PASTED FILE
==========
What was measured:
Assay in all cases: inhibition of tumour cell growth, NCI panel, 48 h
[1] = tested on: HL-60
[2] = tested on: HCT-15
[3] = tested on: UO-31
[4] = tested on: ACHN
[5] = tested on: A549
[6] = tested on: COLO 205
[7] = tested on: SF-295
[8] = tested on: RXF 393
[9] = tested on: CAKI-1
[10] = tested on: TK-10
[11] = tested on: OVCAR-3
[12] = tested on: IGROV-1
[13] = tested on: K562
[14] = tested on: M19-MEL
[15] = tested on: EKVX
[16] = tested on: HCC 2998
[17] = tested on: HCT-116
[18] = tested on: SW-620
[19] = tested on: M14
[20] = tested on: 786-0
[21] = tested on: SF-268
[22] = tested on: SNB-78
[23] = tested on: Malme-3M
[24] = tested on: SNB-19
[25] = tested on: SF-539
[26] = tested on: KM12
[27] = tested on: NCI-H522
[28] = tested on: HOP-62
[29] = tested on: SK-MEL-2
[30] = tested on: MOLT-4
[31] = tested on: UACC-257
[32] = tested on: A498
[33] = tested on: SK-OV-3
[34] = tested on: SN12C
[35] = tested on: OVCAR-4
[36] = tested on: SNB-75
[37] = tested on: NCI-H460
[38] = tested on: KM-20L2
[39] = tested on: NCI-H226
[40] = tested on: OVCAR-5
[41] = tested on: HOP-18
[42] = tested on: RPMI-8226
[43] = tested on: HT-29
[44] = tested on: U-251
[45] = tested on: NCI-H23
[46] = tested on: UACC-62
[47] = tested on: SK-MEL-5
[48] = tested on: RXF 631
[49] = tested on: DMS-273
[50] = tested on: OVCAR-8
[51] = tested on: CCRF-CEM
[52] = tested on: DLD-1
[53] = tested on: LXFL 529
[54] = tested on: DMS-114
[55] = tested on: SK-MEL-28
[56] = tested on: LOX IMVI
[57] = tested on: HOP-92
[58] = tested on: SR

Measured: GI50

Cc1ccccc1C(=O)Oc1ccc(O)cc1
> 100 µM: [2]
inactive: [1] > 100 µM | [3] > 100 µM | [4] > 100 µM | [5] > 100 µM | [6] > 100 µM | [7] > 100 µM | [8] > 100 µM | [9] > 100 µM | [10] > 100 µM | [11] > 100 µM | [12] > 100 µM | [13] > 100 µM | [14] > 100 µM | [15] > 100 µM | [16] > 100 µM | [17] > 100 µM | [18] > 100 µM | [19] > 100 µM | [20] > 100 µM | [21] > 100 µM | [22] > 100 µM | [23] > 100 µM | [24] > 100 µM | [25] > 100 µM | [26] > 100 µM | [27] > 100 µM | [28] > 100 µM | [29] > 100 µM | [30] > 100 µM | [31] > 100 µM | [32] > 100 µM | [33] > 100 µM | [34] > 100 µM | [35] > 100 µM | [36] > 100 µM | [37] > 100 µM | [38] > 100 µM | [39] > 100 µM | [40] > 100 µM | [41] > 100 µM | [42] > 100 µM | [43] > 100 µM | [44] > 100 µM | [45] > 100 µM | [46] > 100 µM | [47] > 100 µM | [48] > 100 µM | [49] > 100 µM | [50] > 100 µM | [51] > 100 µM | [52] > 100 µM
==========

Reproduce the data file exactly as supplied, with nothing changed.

What was measured:
Assay in all cases: inhibition of tumour cell growth, NCI panel, 48 h
[1] = tested on: HL-60
[2] = tested on: HCT-15
[3] = tested on: UO-31
[4] = tested on: ACHN
[5] = tested on: A549
[6] = tested on: COLO 205
[7] = tested on: SF-295
[8] = tested on: RXF 393
[9] = tested on: CAKI-1
[10] = tested on: TK-10
[11] = tested on: OVCAR-3
[12] = tested on: IGROV-1
[13] = tested on: K562
[14] = tested on: M19-MEL
[15] = tested on: EKVX
[16] = tested on: HCC 2998
[17] = tested on: HCT-116
[18] = tested on: SW-620
[19] = tested on: M14
[20] = tested on: 786-0
[21] = tested on: SF-268
[22] = tested on: SNB-78
[23] = tested on: Malme-3M
[24] = tested on: SNB-19
[25] = tested on: SF-539
[26] = tested on: KM12
[27] = tested on: NCI-H522
[28] = tested on: HOP-62
[29] = tested on: SK-MEL-2
[30] = tested on: MOLT-4
[31] = tested on: UACC-257
[32] = tested on: A498
[33] = tested on: SK-OV-3
[34] = tested on: SN12C
[35] = tested on: OVCAR-4
[36] = tested on: SNB-75
[37] = tested on: NCI-H460
[38] = tested on: KM-20L2
[39] = tested on: NCI-H226
[40] = tested on: OVCAR-5
[41] = tested on: HOP-18
[42] = tested on: RPMI-8226
[43] = tested on: HT-29
[44] = tested on: U-251
[45] = tested on: NCI-H23
[46] = tested on: UACC-62
[47] = tested on: SK-MEL-5
[48] = tested on: RXF 631
[49] = tested on: DMS-273
[50] = tested on: OVCAR-8
[51] = tested on: CCRF-CEM
[52] = tested on: DLD-1
[53] = tested on: LXFL 529
[54] = tested on: DMS-114
[55] = tested on: SK-MEL-28
[56] = tested on: LOX IMVI
[57] = tested on: HOP-92
[58] = tested on: SR

Measured: GI50

Cc1ccccc1C(=O)Oc1ccc(O)cc1
> 100 µM: [2]
inactive: [1] > 100 µM | [3] > 100 µM | [4] > 100 µM | [5] > 100 µM | [6] > 100 µM | [7] > 100 µM | [8] > 100 µM | [9] > 100 µM | [10] > 100 µM | [11] > 100 µM | [12] > 100 µM | [13] > 100 µM | [14] > 100 µM | [15] > 100 µM | [16] > 100 µM | [17] > 100 µM | [18] > 100 µM | [19] > 100 µM | [20] > 100 µM | [21] > 100 µM | [22] > 100 µM | [23] > 100 µM | [24] > 100 µM | [25] > 100 µM | [26] > 100 µM | [27] > 100 µM | [28] > 100 µM | [29] > 100 µM | [30] > 100 µM | [31] > 100 µM | [32] > 100 µM | [33] > 100 µM | [34] > 100 µM | [35] > 100 µM | [36] > 100 µM | [37] > 100 µM | [38] > 100 µM | [39] > 100 µM | [40] > 100 µM | [41] > 100 µM | [42] > 100 µM | [43] > 100 µM | [44] > 100 µM | [45] > 100 µM | [46] > 100 µM | [47] > 100 µM | [48] > 100 µM | [49] > 100 µM | [50] > 100 µM | [51] > 100 µM | [52] > 100 µM